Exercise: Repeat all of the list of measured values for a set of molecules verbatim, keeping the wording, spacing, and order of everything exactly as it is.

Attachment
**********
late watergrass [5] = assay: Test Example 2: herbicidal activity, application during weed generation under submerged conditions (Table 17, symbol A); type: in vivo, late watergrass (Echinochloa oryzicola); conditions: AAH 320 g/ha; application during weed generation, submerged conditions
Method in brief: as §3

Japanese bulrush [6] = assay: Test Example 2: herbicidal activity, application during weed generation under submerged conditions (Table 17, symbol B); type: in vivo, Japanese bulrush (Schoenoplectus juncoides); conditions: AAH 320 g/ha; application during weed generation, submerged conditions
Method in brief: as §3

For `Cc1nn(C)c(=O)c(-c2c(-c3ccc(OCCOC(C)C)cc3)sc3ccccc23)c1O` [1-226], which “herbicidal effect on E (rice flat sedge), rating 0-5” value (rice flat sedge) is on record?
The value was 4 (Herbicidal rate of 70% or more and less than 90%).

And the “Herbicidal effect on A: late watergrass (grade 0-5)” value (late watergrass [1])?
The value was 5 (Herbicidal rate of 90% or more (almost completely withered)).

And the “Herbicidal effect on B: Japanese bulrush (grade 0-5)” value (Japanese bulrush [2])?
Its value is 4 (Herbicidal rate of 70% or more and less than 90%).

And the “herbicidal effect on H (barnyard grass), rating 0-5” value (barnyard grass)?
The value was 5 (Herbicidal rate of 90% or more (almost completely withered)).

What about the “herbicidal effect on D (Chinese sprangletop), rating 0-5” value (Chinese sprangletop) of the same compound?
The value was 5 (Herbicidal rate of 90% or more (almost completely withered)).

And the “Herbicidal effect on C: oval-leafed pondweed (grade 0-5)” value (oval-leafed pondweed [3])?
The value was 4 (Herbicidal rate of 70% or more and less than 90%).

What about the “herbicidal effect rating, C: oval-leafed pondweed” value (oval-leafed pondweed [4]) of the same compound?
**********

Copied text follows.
late watergrass [5] = assay: Test Example 2: herbicidal activity, application during weed generation under submerged conditions (Table 17, symbol A); type: in vivo, late watergrass (Echinochloa oryzicola); conditions: AAH 320 g/ha; application during weed generation, submerged conditions
Method in brief: as §3

Japanese bulrush [6] = assay: Test Example 2: herbicidal activity, application during weed generation under submerged conditions (Table 17, symbol B); type: in vivo, Japanese bulrush (Schoenoplectus juncoides); conditions: AAH 320 g/ha; application during weed generation, submerged conditions
Method in brief: as §3

For `Cc1nn(C)c(=O)c(-c2c(-c3ccc(OCCOC(C)C)cc3)sc3ccccc23)c1O` [1-226], which “herbicidal effect on E (rice flat sedge), rating 0-5” value (rice flat sedge) is on record?
The value was 4 (Herbicidal rate of 70% or more and less than 90%).

And the “Herbicidal effect on A: late watergrass (grade 0-5)” value (late watergrass [1])?
The value was 5 (Herbicidal rate of 90% or more (almost completely withered)).

And the “Herbicidal effect on B: Japanese bulrush (grade 0-5)” value (Japanese bulrush [2])?
Its value is 4 (Herbicidal rate of 70% or more and less than 90%).

And the “herbicidal effect on H (barnyard grass), rating 0-5” value (barnyard grass)?
The value was 5 (Herbicidal rate of 90% or more (almost completely withered)).

What about the “herbicidal effect on D (Chinese sprangletop), rating 0-5” value (Chinese sprangletop) of the same compound?
The value was 5 (Herbicidal rate of 90% or more (almost completely withered)).

And the “Herbicidal effect on C: oval-leafed pondweed (grade 0-5)” value (oval-leafed pondweed [3])?
The value was 4 (Herbicidal rate of 70% or more and less than 90%).

What about the “herbicidal effect rating, C: oval-leafed pondweed” value (oval-leafed pondweed [4]) of the same compound?